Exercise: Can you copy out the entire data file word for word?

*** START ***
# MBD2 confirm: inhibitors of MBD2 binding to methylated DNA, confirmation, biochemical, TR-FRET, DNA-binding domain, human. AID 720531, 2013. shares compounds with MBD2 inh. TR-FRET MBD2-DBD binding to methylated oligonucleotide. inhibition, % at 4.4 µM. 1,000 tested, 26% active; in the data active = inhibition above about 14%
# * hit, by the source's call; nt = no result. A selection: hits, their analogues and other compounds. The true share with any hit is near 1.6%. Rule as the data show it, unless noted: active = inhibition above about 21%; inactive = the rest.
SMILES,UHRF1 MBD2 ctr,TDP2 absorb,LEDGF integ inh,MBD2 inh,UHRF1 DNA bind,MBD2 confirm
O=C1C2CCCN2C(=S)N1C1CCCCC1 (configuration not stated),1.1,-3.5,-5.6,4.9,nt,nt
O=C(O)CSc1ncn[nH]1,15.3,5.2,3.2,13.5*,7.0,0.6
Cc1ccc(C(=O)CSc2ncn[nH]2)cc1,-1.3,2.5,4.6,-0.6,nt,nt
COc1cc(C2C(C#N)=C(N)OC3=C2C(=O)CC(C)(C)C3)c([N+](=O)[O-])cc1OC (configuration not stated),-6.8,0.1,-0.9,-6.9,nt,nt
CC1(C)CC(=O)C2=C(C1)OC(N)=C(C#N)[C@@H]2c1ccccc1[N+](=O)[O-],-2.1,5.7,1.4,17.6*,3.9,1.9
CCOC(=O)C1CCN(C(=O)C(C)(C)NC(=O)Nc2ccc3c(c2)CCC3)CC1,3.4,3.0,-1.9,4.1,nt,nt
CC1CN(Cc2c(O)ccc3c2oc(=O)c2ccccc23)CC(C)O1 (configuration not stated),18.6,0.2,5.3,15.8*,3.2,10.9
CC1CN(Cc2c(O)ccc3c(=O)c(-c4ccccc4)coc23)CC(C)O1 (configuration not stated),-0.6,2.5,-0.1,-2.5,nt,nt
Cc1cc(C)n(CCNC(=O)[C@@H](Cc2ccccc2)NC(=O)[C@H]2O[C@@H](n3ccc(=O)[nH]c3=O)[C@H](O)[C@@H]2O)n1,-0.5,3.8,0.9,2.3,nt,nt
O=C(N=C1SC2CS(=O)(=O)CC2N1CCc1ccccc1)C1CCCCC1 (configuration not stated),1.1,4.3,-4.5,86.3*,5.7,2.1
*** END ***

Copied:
# MBD2 confirm: inhibitors of MBD2 binding to methylated DNA, confirmation, biochemical, TR-FRET, DNA-binding domain, human. AID 720531, 2013. shares compounds with MBD2 inh. TR-FRET MBD2-DBD binding to methylated oligonucleotide. inhibition, % at 4.4 µM. 1,000 tested, 26% active; in the data active = inhibition above about 14%
# * hit, by the source's call; nt = no result. A selection: hits, their analogues and other compounds. The true share with any hit is near 1.6%. Rule as the data show it, unless noted: active = inhibition above about 21%; inactive = the rest.
SMILES,UHRF1 MBD2 ctr,TDP2 absorb,LEDGF integ inh,MBD2 inh,UHRF1 DNA bind,MBD2 confirm
O=C1C2CCCN2C(=S)N1C1CCCCC1 (configuration not stated),1.1,-3.5,-5.6,4.9,nt,nt
O=C(O)CSc1ncn[nH]1,15.3,5.2,3.2,13.5*,7.0,0.6
Cc1ccc(C(=O)CSc2ncn[nH]2)cc1,-1.3,2.5,4.6,-0.6,nt,nt
COc1cc(C2C(C#N)=C(N)OC3=C2C(=O)CC(C)(C)C3)c([N+](=O)[O-])cc1OC (configuration not stated),-6.8,0.1,-0.9,-6.9,nt,nt
CC1(C)CC(=O)C2=C(C1)OC(N)=C(C#N)[C@@H]2c1ccccc1[N+](=O)[O-],-2.1,5.7,1.4,17.6*,3.9,1.9
CCOC(=O)C1CCN(C(=O)C(C)(C)NC(=O)Nc2ccc3c(c2)CCC3)CC1,3.4,3.0,-1.9,4.1,nt,nt
CC1CN(Cc2c(O)ccc3c2oc(=O)c2ccccc23)CC(C)O1 (configuration not stated),18.6,0.2,5.3,15.8*,3.2,10.9
CC1CN(Cc2c(O)ccc3c(=O)c(-c4ccccc4)coc23)CC(C)O1 (configuration not stated),-0.6,2.5,-0.1,-2.5,nt,nt
Cc1cc(C)n(CCNC(=O)[C@@H](Cc2ccccc2)NC(=O)[C@H]2O[C@@H](n3ccc(=O)[nH]c3=O)[C@H](O)[C@@H]2O)n1,-0.5,3.8,0.9,2.3,nt,nt
O=C(N=C1SC2CS(=O)(=O)CC2N1CCc1ccccc1)C1CCCCC1 (configuration not stated),1.1,4.3,-4.5,86.3*,5.7,2.1